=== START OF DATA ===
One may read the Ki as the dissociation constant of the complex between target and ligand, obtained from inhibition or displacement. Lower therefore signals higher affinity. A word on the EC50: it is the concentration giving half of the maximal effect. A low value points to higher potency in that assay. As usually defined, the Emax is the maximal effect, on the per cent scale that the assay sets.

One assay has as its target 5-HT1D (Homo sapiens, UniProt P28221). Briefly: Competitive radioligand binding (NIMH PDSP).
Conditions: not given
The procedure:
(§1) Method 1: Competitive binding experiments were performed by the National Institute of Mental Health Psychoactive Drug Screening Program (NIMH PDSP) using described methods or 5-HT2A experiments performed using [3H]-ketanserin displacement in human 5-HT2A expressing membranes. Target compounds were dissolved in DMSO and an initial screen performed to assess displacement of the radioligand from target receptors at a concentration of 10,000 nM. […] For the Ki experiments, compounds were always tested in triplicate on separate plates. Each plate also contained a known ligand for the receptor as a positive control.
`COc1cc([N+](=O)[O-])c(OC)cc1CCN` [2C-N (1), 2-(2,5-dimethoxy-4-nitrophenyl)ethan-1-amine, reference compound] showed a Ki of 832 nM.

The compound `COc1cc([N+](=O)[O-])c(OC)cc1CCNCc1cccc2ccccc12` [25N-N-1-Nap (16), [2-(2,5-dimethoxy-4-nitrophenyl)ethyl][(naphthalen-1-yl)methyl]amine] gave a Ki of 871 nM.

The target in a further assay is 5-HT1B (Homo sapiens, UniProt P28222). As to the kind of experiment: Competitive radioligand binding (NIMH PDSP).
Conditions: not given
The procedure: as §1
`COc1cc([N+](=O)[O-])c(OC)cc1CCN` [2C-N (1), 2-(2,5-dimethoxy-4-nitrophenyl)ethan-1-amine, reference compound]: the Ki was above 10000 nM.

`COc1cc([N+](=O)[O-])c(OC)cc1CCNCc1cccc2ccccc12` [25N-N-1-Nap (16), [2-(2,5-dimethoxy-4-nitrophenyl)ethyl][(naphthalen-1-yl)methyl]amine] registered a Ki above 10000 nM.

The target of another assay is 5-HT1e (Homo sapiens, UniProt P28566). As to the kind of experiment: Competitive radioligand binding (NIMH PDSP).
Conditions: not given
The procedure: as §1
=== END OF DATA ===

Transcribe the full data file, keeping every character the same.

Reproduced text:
One may read the Ki as the dissociation constant of the complex between target and ligand, obtained from inhibition or displacement. Lower therefore signals higher affinity. A word on the EC50: it is the concentration giving half of the maximal effect. A low value points to higher potency in that assay. As usually defined, the Emax is the maximal effect, on the per cent scale that the assay sets.

One assay has as its target 5-HT1D (Homo sapiens, UniProt P28221). Briefly: Competitive radioligand binding (NIMH PDSP).
Conditions: not given
The procedure:
(§1) Method 1: Competitive binding experiments were performed by the National Institute of Mental Health Psychoactive Drug Screening Program (NIMH PDSP) using described methods or 5-HT2A experiments performed using [3H]-ketanserin displacement in human 5-HT2A expressing membranes. Target compounds were dissolved in DMSO and an initial screen performed to assess displacement of the radioligand from target receptors at a concentration of 10,000 nM. […] For the Ki experiments, compounds were always tested in triplicate on separate plates. Each plate also contained a known ligand for the receptor as a positive control.
`COc1cc([N+](=O)[O-])c(OC)cc1CCN` [2C-N (1), 2-(2,5-dimethoxy-4-nitrophenyl)ethan-1-amine, reference compound] showed a Ki of 832 nM.

The compound `COc1cc([N+](=O)[O-])c(OC)cc1CCNCc1cccc2ccccc12` [25N-N-1-Nap (16), [2-(2,5-dimethoxy-4-nitrophenyl)ethyl][(naphthalen-1-yl)methyl]amine] gave a Ki of 871 nM.

The target in a further assay is 5-HT1B (Homo sapiens, UniProt P28222). As to the kind of experiment: Competitive radioligand binding (NIMH PDSP).
Conditions: not given
The procedure: as §1
`COc1cc([N+](=O)[O-])c(OC)cc1CCN` [2C-N (1), 2-(2,5-dimethoxy-4-nitrophenyl)ethan-1-amine, reference compound]: the Ki was above 10000 nM.

`COc1cc([N+](=O)[O-])c(OC)cc1CCNCc1cccc2ccccc12` [25N-N-1-Nap (16), [2-(2,5-dimethoxy-4-nitrophenyl)ethyl][(naphthalen-1-yl)methyl]amine] registered a Ki above 10000 nM.

The target of another assay is 5-HT1e (Homo sapiens, UniProt P28566). As to the kind of experiment: Competitive radioligand binding (NIMH PDSP).
Conditions: not given
The procedure: as §1